Lentiviral packaging and delivery
MYH9 silencing was performed by lentiviral-driven expression of short-hairpin RNAs purchased from Sigma-Aldrich, using the pLKO backbone construct. The following shRNAs were used: TRCN0000285480, TRCN0000029468, TRCN0000029466, TRCN0000276055 and TRCN0000276070. For non-targeting shRNA control, the pLKO-sh-HSC plasmid was used (Addgene plasmid #46896). Lentivirus was produced in HEK293T cells using MirusBio TransIT-Lenti Transfection Reagent (Catalog no. MIR 6604) following the manufacturer's protocol. Lentiviral production was allowed to occur for 48 h, after which the supernatant was collected. Lentivirus was concentrated and purified from traces of fetal bovine serum using the PEG-it Virus Precipitation Solution (System Biosciences, Catalog no. LV810A-1) following the manufacturer's protocol. Infected cells were selected by incubation using 1 μg ml−1 puromycin (Corning, Catalog no. 61385RA).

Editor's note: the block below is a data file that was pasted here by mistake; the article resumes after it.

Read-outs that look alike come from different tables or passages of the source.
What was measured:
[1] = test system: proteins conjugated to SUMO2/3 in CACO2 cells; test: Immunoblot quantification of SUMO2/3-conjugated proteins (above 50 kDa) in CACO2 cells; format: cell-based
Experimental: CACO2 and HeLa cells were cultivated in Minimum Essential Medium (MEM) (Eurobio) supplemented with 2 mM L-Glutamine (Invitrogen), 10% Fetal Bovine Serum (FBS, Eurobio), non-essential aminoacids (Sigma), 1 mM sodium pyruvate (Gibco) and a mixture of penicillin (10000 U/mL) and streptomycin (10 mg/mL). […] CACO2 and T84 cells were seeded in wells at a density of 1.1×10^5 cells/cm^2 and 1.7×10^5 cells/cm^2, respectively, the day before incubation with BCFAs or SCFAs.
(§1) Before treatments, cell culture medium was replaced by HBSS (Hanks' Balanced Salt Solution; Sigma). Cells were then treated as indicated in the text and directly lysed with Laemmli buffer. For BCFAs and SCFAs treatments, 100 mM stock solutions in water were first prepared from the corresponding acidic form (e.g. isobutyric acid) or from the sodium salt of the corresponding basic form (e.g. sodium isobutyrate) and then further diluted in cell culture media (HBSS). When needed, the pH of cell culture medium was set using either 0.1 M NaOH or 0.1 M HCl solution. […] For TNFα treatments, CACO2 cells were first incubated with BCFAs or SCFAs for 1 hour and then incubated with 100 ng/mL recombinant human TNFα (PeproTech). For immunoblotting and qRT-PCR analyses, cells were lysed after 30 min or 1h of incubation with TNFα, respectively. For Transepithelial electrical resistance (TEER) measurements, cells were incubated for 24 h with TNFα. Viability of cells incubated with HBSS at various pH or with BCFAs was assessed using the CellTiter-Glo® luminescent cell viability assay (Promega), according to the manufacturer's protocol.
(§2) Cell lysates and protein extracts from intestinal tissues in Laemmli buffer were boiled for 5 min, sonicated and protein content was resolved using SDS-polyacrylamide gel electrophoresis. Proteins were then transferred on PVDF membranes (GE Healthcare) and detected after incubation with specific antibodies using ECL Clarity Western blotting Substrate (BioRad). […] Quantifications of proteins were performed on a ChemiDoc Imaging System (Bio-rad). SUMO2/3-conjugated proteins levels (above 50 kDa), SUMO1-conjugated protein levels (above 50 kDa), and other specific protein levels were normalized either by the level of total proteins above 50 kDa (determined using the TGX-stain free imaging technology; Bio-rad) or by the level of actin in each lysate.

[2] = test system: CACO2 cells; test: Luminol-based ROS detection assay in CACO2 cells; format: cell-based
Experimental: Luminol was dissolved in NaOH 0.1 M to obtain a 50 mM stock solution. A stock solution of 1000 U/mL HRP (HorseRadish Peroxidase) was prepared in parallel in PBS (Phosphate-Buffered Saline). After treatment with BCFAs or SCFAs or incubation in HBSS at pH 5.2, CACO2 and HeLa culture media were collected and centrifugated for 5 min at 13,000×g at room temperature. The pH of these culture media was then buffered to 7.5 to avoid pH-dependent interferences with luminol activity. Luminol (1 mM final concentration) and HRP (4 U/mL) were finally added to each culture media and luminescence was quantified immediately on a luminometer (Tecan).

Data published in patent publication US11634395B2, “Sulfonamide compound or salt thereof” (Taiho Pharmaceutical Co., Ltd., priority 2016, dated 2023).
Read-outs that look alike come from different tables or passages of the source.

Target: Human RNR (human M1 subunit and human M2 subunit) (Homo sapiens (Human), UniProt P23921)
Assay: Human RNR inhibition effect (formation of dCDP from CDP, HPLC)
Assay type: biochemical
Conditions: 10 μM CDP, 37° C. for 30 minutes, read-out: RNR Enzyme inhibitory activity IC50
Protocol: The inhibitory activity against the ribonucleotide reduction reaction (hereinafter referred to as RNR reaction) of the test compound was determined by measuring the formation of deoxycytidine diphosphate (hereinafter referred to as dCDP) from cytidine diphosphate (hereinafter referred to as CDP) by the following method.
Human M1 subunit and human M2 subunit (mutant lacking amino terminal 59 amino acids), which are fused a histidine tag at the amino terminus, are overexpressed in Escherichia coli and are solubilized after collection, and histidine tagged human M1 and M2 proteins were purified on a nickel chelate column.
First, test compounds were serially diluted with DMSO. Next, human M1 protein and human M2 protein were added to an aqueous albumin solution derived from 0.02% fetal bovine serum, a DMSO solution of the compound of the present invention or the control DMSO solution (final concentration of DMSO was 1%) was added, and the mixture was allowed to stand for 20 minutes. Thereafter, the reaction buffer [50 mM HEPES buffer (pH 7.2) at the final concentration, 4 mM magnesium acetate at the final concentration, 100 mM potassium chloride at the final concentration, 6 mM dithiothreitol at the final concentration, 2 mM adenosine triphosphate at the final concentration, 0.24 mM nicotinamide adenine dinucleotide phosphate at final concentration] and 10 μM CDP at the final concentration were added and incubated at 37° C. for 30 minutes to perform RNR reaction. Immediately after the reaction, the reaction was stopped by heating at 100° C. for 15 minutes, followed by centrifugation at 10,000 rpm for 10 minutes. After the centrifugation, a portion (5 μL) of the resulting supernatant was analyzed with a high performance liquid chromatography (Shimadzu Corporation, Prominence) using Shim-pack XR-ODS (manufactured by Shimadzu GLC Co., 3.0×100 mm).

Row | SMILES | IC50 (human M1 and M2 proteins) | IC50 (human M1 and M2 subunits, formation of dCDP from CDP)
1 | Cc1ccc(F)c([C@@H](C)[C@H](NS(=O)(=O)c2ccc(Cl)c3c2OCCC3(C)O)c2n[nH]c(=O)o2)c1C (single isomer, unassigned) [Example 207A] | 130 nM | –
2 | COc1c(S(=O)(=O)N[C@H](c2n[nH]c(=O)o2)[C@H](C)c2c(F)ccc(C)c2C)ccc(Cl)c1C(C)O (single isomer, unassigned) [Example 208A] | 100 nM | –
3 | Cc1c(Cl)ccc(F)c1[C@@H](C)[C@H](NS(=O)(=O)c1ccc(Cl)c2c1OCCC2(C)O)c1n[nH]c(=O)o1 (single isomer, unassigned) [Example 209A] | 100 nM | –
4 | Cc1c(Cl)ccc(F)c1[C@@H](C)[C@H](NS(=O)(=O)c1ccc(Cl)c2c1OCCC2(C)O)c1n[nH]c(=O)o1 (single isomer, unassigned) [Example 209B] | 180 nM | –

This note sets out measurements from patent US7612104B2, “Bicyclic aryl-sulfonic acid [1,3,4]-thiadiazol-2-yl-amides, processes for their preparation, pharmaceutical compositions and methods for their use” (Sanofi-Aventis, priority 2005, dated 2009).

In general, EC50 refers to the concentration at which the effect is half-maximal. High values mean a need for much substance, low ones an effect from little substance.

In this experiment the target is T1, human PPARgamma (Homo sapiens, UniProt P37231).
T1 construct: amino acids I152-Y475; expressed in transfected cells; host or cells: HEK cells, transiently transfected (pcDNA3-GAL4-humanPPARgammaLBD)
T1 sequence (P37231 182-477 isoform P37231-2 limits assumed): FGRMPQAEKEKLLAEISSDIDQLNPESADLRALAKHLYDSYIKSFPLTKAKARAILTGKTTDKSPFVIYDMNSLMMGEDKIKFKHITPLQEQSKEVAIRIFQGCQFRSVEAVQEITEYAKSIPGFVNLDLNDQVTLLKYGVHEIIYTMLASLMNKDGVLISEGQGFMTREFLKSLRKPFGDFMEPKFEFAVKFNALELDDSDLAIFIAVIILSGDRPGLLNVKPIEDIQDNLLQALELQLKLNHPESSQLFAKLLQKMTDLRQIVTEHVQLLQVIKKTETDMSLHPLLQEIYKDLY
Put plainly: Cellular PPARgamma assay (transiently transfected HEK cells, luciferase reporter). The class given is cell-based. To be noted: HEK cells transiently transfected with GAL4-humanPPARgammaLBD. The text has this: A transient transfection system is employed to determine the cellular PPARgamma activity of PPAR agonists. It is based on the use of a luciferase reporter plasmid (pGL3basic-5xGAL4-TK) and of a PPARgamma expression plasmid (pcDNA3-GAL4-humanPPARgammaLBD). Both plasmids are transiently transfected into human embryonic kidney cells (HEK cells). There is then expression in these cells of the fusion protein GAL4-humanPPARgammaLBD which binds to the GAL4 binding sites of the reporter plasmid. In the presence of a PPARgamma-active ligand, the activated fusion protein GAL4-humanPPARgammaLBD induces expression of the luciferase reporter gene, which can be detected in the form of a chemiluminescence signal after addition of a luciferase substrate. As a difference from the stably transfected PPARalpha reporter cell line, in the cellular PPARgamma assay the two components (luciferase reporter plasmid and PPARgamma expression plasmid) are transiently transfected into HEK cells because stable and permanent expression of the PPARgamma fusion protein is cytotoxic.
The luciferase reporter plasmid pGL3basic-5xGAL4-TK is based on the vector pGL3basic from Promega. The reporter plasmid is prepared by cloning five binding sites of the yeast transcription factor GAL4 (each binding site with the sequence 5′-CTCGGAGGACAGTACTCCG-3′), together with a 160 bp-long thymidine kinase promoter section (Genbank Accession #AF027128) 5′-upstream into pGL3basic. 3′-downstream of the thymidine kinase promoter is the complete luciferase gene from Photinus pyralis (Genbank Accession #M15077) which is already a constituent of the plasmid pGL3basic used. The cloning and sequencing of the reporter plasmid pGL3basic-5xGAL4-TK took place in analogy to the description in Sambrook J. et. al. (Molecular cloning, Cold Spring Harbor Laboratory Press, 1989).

All siRNAs used in this study were purchased from Dharmacon (ON-TARGETplus SMARTpool siBRCA1, L-003461-00; siBRCA2, L-003462-00; siKu80, L-010491-00). A549 cells were passaged 24 h prior to transfection. An siRNA pool (25 nM each) with 1 µg/ml Lipofectamine 2000 (Thermo Fisher Scientific, Catalog no. 11668-030) was prepared according to the manufacturer's instructions, added to cells, and allowed to incubate for 3 days. Knockdown efficiency was determined by immunoblotting following standard methods as described in Xia et al., (2019). For overexpression of TOP2A, the pBL-Puro EGFP-TopoIIA plasmid was a kind gift from Dr Andrew Porter (Imperial College London, UK) and was transfected into U2OS osteosarcoma cells using Lipofectamine 2000. Confirmation of overexpression and monitoring of cell viability was undertaken via microscopy using an Olympus IX inverted microscope with a 40×/0.6 NA or 20×/0.4 NA objective using a sCMOS camera (Photometrics Prime).